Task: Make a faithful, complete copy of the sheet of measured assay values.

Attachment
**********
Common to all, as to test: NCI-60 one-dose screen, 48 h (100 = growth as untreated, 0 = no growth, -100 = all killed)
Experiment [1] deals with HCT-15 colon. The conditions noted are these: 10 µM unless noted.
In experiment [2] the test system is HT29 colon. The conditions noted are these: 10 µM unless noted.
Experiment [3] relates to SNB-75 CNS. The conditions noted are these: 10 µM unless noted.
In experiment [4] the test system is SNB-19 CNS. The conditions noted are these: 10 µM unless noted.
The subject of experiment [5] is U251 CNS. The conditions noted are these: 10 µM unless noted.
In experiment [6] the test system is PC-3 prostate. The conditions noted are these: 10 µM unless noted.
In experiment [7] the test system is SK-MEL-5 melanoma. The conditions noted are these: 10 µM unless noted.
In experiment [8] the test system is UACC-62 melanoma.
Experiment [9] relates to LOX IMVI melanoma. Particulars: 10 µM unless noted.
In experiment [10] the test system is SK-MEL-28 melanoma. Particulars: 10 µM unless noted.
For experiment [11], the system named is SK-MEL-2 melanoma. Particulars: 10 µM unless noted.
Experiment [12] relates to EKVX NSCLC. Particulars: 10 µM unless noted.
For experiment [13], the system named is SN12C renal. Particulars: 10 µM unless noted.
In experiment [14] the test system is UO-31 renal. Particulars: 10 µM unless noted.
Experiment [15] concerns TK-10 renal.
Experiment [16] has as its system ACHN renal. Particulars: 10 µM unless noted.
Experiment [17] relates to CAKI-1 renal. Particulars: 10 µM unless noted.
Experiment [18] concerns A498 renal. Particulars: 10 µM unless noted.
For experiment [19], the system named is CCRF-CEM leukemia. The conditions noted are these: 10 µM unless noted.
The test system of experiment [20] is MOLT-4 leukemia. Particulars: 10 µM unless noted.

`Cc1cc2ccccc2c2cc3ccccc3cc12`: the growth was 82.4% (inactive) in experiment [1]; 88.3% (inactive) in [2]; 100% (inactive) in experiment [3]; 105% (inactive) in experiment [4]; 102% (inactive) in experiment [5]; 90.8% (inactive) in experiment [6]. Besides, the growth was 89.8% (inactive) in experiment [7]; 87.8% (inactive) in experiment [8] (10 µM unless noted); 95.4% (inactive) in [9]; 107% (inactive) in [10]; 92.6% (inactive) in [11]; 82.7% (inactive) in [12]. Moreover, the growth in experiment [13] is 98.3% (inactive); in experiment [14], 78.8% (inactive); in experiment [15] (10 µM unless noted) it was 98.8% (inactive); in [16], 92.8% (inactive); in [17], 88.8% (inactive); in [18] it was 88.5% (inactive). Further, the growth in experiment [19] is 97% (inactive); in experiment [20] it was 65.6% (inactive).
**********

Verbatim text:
Common to all, as to test: NCI-60 one-dose screen, 48 h (100 = growth as untreated, 0 = no growth, -100 = all killed)
Experiment [1] deals with HCT-15 colon. The conditions noted are these: 10 µM unless noted.
In experiment [2] the test system is HT29 colon. The conditions noted are these: 10 µM unless noted.
Experiment [3] relates to SNB-75 CNS. The conditions noted are these: 10 µM unless noted.
In experiment [4] the test system is SNB-19 CNS. The conditions noted are these: 10 µM unless noted.
The subject of experiment [5] is U251 CNS. The conditions noted are these: 10 µM unless noted.
In experiment [6] the test system is PC-3 prostate. The conditions noted are these: 10 µM unless noted.
In experiment [7] the test system is SK-MEL-5 melanoma. The conditions noted are these: 10 µM unless noted.
In experiment [8] the test system is UACC-62 melanoma.
Experiment [9] relates to LOX IMVI melanoma. Particulars: 10 µM unless noted.
In experiment [10] the test system is SK-MEL-28 melanoma. Particulars: 10 µM unless noted.
For experiment [11], the system named is SK-MEL-2 melanoma. Particulars: 10 µM unless noted.
Experiment [12] relates to EKVX NSCLC. Particulars: 10 µM unless noted.
For experiment [13], the system named is SN12C renal. Particulars: 10 µM unless noted.
In experiment [14] the test system is UO-31 renal. Particulars: 10 µM unless noted.
Experiment [15] concerns TK-10 renal.
Experiment [16] has as its system ACHN renal. Particulars: 10 µM unless noted.
Experiment [17] relates to CAKI-1 renal. Particulars: 10 µM unless noted.
Experiment [18] concerns A498 renal. Particulars: 10 µM unless noted.
For experiment [19], the system named is CCRF-CEM leukemia. The conditions noted are these: 10 µM unless noted.
The test system of experiment [20] is MOLT-4 leukemia. Particulars: 10 µM unless noted.

`Cc1cc2ccccc2c2cc3ccccc3cc12`: the growth was 82.4% (inactive) in experiment [1]; 88.3% (inactive) in [2]; 100% (inactive) in experiment [3]; 105% (inactive) in experiment [4]; 102% (inactive) in experiment [5]; 90.8% (inactive) in experiment [6]. Besides, the growth was 89.8% (inactive) in experiment [7]; 87.8% (inactive) in experiment [8] (10 µM unless noted); 95.4% (inactive) in [9]; 107% (inactive) in [10]; 92.6% (inactive) in [11]; 82.7% (inactive) in [12]. Moreover, the growth in experiment [13] is 98.3% (inactive); in experiment [14], 78.8% (inactive); in experiment [15] (10 µM unless noted) it was 98.8% (inactive); in [16], 92.8% (inactive); in [17], 88.8% (inactive); in [18] it was 88.5% (inactive). Further, the growth in experiment [19] is 97% (inactive); in experiment [20] it was 65.6% (inactive).